1937 Riley 1½-Litre

Summary

  • Year of manufacture 
    1937
  • Chassis number 
    28A7430
  • Lot number 
    22
  • Condition 
    Used
  • Location
  • Exterior colour 
    Other

Description

1937 Riley 1½-Litre Sports Special
Chassis no. 28A7430

"September 1934 heralded the introduction of a new 1½-litre range of cars from the Riley stable, rather a case of 'Something Old – Something New' in a way. Two features made it something old: it was a revival of the four cylinder 1½ litre engine format – extinct as far as Riley was concerned since 1928 - and it incorporated most of the design features of the now-famous Nine. Two features made it something new: it was a completely new range of cars with an engine designed by a newcomer to the Riley design team – Hugh Rose." – David G Styles, As Old as the Industry: Riley 1898-1969.

First introduced in 1926, Percy Riley's 9hp, 1,087cc, twin-camshaft four was an outstanding engine design by any standards, various versions powering Rileys until 1957. Looking to all intents and purposes like a twin-overhead-camshaft design, the Nine's cross-flow cylinder head featured hemispherical combustion chambers and valves inclined at an included angle of 90 degrees. The twin gear-driven camshafts were mounted high in the block, operating the valves via short pushrods.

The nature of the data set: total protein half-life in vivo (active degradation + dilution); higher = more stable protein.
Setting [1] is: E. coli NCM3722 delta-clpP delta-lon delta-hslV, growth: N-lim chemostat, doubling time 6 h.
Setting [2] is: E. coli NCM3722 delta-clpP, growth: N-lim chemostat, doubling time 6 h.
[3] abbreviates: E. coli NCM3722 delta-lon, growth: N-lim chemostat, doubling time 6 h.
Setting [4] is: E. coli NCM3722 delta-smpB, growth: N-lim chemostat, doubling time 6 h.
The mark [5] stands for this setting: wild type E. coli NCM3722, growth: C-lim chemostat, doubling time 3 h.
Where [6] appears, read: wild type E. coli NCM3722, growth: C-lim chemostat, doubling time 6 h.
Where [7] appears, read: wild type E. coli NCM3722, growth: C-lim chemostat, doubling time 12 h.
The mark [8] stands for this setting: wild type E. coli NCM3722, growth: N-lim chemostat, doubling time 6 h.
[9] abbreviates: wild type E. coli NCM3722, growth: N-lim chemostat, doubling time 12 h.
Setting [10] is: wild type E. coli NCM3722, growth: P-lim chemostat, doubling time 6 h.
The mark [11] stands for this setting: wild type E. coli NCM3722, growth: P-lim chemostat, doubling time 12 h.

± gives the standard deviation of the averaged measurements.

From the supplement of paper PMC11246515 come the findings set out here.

This successful high-camshaft layout was retained for the new Hugh Rose-designed 1½-litre four introduced in 1935. The Falcon saloon debuted on this new 12hp chassis, which was also available with the familiar streamlined Kestrel saloon and Lynx tourer coachwork, while the following year the range was augmented by the Sprite two-seater sports and three saloons: the Adelphi and six-light Kestrel on the long-wheelbase chassis and the all-steel Merlin on the short-wheelbase frame. Other noteworthy features of the 1½-Litre included Girling rod brakes, Armstrong-Siddeley pre-selector transmission, and Bijur automatic chassis lubrication. The well-liked 1½-Litre model in its various guises remained a fixture of the Riley range until the firm's take-over by Morris in 1938.

Riley's open two-seaters are among the most highly sought after of 1930s sports cars with demand exceeding supply, a state of affairs that has seen many former saloons converted into sporting specials, that offered here being an excellent example of the type. The car was converted by marque specialists Ashridge Automobiles of Billington, Buckinghamshire. It then passed to dealer Patrick Thomas in France followed by French collector Bertrand Nory and now is in the hands of a Belgian private collector. Very nicely presented, this exciting Riley Special is offered with Belgian Carte Grise (Oldtimer) and Contrôle Technique.